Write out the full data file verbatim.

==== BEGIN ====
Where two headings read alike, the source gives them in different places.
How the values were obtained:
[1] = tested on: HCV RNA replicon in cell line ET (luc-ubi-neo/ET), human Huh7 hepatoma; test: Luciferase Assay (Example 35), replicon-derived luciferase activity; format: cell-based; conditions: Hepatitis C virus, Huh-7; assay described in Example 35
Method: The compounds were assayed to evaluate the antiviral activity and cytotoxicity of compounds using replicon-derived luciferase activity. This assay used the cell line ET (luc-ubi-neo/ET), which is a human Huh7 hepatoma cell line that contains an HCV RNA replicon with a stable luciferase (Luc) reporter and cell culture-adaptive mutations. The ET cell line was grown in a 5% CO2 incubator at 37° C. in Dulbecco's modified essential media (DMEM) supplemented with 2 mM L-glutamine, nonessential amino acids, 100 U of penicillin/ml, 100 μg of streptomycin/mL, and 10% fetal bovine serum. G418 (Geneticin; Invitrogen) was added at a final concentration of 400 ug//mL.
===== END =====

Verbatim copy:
Where two headings read alike, the source gives them in different places.
How the values were obtained:
[1] = tested on: HCV RNA replicon in cell line ET (luc-ubi-neo/ET), human Huh7 hepatoma; test: Luciferase Assay (Example 35), replicon-derived luciferase activity; format: cell-based; conditions: Hepatitis C virus, Huh-7; assay described in Example 35
Method: The compounds were assayed to evaluate the antiviral activity and cytotoxicity of compounds using replicon-derived luciferase activity. This assay used the cell line ET (luc-ubi-neo/ET), which is a human Huh7 hepatoma cell line that contains an HCV RNA replicon with a stable luciferase (Luc) reporter and cell culture-adaptive mutations. The ET cell line was grown in a 5% CO2 incubator at 37° C. in Dulbecco's modified essential media (DMEM) supplemented with 2 mM L-glutamine, nonessential amino acids, 100 U of penicillin/ml, 100 μg of streptomycin/mL, and 10% fetal bovine serum. G418 (Geneticin; Invitrogen) was added at a final concentration of 400 ug//mL.